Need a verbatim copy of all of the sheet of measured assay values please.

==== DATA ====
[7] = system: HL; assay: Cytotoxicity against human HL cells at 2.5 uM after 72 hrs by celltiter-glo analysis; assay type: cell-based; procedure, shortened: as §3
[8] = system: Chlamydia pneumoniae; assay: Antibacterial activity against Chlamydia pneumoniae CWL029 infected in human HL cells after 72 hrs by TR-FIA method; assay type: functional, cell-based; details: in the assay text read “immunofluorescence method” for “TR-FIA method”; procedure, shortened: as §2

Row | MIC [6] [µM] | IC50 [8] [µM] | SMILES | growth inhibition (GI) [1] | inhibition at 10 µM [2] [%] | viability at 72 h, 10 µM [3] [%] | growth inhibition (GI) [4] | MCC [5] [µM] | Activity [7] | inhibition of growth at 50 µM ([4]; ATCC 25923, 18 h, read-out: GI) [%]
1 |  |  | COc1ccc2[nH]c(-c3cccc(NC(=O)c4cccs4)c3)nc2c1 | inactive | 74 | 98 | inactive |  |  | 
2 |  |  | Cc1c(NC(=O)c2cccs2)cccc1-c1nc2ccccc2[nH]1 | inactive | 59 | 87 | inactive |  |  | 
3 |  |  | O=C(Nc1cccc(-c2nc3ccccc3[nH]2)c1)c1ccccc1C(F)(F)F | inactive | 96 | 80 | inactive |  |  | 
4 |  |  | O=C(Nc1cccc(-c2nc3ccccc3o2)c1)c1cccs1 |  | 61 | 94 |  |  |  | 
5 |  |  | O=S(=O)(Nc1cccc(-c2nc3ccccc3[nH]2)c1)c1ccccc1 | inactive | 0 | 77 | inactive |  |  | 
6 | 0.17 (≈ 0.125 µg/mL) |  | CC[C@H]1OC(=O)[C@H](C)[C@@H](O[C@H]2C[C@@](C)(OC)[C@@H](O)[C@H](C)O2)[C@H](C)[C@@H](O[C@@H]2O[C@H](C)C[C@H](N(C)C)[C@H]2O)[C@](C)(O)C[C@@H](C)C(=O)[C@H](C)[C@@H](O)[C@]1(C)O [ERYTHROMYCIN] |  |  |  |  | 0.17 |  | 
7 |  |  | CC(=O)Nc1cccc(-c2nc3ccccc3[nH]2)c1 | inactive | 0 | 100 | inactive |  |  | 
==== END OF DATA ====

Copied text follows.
[7] = system: HL; assay: Cytotoxicity against human HL cells at 2.5 uM after 72 hrs by celltiter-glo analysis; assay type: cell-based; procedure, shortened: as §3
[8] = system: Chlamydia pneumoniae; assay: Antibacterial activity against Chlamydia pneumoniae CWL029 infected in human HL cells after 72 hrs by TR-FIA method; assay type: functional, cell-based; details: in the assay text read “immunofluorescence method” for “TR-FIA method”; procedure, shortened: as §2

Row | MIC [6] [µM] | IC50 [8] [µM] | SMILES | growth inhibition (GI) [1] | inhibition at 10 µM [2] [%] | viability at 72 h, 10 µM [3] [%] | growth inhibition (GI) [4] | MCC [5] [µM] | Activity [7] | inhibition of growth at 50 µM ([4]; ATCC 25923, 18 h, read-out: GI) [%]
1 |  |  | COc1ccc2[nH]c(-c3cccc(NC(=O)c4cccs4)c3)nc2c1 | inactive | 74 | 98 | inactive |  |  | 
2 |  |  | Cc1c(NC(=O)c2cccs2)cccc1-c1nc2ccccc2[nH]1 | inactive | 59 | 87 | inactive |  |  | 
3 |  |  | O=C(Nc1cccc(-c2nc3ccccc3[nH]2)c1)c1ccccc1C(F)(F)F | inactive | 96 | 80 | inactive |  |  | 
4 |  |  | O=C(Nc1cccc(-c2nc3ccccc3o2)c1)c1cccs1 |  | 61 | 94 |  |  |  | 
5 |  |  | O=S(=O)(Nc1cccc(-c2nc3ccccc3[nH]2)c1)c1ccccc1 | inactive | 0 | 77 | inactive |  |  | 
6 | 0.17 (≈ 0.125 µg/mL) |  | CC[C@H]1OC(=O)[C@H](C)[C@@H](O[C@H]2C[C@@](C)(OC)[C@@H](O)[C@H](C)O2)[C@H](C)[C@@H](O[C@@H]2O[C@H](C)C[C@H](N(C)C)[C@H]2O)[C@](C)(O)C[C@@H](C)C(=O)[C@H](C)[C@@H](O)[C@]1(C)O [ERYTHROMYCIN] |  |  |  |  | 0.17 |  | 
7 |  |  | CC(=O)Nc1cccc(-c2nc3ccccc3[nH]2)c1 | inactive | 0 | 100 | inactive |  |  | 